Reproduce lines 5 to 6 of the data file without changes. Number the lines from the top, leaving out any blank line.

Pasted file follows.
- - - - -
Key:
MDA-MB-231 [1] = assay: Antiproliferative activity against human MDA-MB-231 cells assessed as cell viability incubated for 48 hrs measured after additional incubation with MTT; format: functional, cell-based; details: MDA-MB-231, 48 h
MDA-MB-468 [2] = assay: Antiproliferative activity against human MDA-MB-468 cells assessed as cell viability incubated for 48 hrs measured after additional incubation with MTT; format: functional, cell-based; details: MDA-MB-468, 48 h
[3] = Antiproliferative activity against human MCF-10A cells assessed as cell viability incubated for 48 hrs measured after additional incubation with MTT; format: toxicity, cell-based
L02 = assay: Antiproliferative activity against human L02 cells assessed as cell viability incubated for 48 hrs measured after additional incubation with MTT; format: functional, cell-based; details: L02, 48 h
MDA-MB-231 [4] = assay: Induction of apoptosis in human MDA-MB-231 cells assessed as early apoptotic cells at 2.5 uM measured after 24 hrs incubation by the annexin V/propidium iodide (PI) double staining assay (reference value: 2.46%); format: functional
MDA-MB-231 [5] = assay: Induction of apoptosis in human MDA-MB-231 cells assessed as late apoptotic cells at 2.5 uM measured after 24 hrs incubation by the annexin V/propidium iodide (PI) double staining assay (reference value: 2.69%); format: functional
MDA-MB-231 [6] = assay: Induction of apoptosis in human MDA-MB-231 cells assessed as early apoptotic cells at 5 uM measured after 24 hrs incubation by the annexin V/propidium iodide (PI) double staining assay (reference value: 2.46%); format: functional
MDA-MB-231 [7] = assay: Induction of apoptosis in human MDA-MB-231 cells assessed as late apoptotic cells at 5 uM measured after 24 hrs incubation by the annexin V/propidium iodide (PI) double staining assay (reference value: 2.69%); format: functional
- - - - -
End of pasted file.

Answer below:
L02 = assay: Antiproliferative activity against human L02 cells assessed as cell viability incubated for 48 hrs measured after additional incubation with MTT; format: functional, cell-based; details: L02, 48 h
MDA-MB-231 [4] = assay: Induction of apoptosis in human MDA-MB-231 cells assessed as early apoptotic cells at 2.5 uM measured after 24 hrs incubation by the annexin V/propidium iodide (PI) double staining assay (reference value: 2.46%); format: functional